How to Build a Fence

IMG_3999

My fence has been falling down for some time. The last two years the severe Kansas winds have really done a number on it though never enough that we couldn’t patch it. We decided this was the year it needed to be totally replaced, before the whole thing falls down.

Step 1: Materials

Picking the type of wood your fence is made out of is pretty simple.

Choice A: Types of Cedar can last 15-30 years without additional treatment. Cedar naturally deters pests (ie. cedar chests). They have a rich color that naturally fades to a muddy gray. Cedar can be very expensive though, almost twice as much as the next choice pressure treated pine.

Choice B: Pressure treated pine is much cheaper and much more common. The chemicals it is treated with extends the life of the wood by 10-20 years. It is a natural wood color but may have a green tinge due to the chemicals.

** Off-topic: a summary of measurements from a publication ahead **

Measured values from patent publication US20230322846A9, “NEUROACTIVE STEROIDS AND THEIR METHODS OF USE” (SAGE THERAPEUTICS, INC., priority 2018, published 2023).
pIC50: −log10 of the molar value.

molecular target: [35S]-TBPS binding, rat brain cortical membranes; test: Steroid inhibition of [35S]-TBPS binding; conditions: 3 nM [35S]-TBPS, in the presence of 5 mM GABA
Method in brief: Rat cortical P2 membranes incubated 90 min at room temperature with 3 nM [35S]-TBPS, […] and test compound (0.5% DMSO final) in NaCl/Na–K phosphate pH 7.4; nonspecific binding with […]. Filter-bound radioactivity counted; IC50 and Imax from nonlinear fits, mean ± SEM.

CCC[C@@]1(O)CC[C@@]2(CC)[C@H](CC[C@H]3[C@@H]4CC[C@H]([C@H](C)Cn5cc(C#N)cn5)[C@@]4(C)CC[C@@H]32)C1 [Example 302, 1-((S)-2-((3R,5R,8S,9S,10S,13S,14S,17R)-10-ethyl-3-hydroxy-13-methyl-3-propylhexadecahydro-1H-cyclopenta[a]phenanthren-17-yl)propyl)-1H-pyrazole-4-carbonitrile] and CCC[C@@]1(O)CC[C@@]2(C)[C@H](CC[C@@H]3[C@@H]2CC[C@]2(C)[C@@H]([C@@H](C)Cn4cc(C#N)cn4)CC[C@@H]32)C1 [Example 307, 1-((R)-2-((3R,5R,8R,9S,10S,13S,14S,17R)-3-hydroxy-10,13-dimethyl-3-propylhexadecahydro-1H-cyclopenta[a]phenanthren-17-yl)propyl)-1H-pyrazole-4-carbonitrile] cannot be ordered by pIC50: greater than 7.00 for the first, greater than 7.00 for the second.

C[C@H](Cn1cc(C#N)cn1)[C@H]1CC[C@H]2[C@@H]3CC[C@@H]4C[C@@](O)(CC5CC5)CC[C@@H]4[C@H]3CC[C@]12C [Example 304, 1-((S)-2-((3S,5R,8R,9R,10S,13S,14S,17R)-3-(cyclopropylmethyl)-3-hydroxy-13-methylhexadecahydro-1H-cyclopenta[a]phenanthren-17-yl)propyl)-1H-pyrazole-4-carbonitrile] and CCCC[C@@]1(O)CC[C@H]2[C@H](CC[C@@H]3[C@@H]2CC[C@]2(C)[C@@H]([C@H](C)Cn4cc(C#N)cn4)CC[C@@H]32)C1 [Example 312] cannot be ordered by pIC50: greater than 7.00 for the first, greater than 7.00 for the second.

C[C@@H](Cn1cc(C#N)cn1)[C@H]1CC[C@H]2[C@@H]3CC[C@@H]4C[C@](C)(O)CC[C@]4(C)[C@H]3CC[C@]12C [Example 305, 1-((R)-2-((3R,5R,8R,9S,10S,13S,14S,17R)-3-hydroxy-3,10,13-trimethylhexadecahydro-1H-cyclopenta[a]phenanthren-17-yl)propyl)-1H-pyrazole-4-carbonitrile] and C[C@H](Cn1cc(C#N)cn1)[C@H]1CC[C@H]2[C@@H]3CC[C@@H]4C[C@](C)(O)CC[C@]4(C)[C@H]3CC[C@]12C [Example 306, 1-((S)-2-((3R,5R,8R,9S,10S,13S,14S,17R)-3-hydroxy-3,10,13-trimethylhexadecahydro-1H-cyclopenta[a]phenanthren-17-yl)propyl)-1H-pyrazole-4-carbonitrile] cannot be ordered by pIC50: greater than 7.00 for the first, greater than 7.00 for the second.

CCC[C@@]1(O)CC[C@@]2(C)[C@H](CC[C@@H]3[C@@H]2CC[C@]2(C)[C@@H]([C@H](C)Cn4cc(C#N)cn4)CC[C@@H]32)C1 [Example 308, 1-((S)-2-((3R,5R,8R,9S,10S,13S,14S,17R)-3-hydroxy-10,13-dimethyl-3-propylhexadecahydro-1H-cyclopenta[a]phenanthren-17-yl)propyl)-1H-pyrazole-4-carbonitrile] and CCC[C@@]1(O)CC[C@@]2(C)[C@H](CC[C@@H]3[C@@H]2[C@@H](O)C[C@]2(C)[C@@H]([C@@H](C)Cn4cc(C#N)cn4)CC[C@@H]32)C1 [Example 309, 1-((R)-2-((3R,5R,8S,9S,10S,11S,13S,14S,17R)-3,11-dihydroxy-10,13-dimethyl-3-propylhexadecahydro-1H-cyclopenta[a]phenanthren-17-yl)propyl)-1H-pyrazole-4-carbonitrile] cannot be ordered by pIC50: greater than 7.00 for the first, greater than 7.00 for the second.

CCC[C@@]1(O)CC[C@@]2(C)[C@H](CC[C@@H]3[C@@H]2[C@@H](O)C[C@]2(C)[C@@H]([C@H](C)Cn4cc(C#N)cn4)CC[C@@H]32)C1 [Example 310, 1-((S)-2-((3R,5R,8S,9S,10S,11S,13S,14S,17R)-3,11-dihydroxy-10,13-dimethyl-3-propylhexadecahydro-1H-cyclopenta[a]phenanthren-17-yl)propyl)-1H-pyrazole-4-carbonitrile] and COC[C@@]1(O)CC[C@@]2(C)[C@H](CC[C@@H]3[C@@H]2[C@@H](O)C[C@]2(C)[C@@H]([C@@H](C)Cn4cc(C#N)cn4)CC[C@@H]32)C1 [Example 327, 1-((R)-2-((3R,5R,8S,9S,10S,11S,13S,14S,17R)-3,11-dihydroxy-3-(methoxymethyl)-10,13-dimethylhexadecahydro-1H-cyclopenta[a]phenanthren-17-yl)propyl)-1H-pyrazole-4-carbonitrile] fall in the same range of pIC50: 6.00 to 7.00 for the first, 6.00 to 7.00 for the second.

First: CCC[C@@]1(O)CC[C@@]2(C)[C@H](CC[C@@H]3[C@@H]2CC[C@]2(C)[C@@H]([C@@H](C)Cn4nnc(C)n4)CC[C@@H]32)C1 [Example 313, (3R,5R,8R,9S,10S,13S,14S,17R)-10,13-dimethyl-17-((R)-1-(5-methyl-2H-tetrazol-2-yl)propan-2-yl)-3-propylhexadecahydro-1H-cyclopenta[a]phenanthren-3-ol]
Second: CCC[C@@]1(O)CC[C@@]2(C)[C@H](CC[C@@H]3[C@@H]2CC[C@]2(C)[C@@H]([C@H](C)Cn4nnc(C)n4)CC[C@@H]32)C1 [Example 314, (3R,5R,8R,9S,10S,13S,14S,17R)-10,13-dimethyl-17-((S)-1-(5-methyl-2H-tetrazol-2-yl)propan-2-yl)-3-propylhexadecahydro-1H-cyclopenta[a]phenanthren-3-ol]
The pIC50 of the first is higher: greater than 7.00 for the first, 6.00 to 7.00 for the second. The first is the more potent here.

Choice C: The cheapest choice is spruce, but we procured our materials from Home Depot and did not see that they carried this type of wood.

We went with pressure treated pine due to cost. The slats were on sale at Home Depot for $1.20 each.

  • I bought roughly 2.5 pallets of slats
  • We used 40 – 4”X4” posts also pressure treated pine.
  • We used 70 –  2”x4”X8’ and 8 – 2”x4”x10’ also pressure treated pine.
  • Some 3,000 nails and 500 is screws.
  • We also used 30 bags of 60lb. Kwikcrete Concrete.
  • You will also need some gravel, which I had from a previous project. We used 1”-2” drainage gravel.
  • We purchased two gate kits to help with gate construction.

Tools:

  • hammers – heavy duty
  • drill – cordless
  • circular saw – cordless
  • reciprocating saw – cordless
  • saw blades – for metal and wood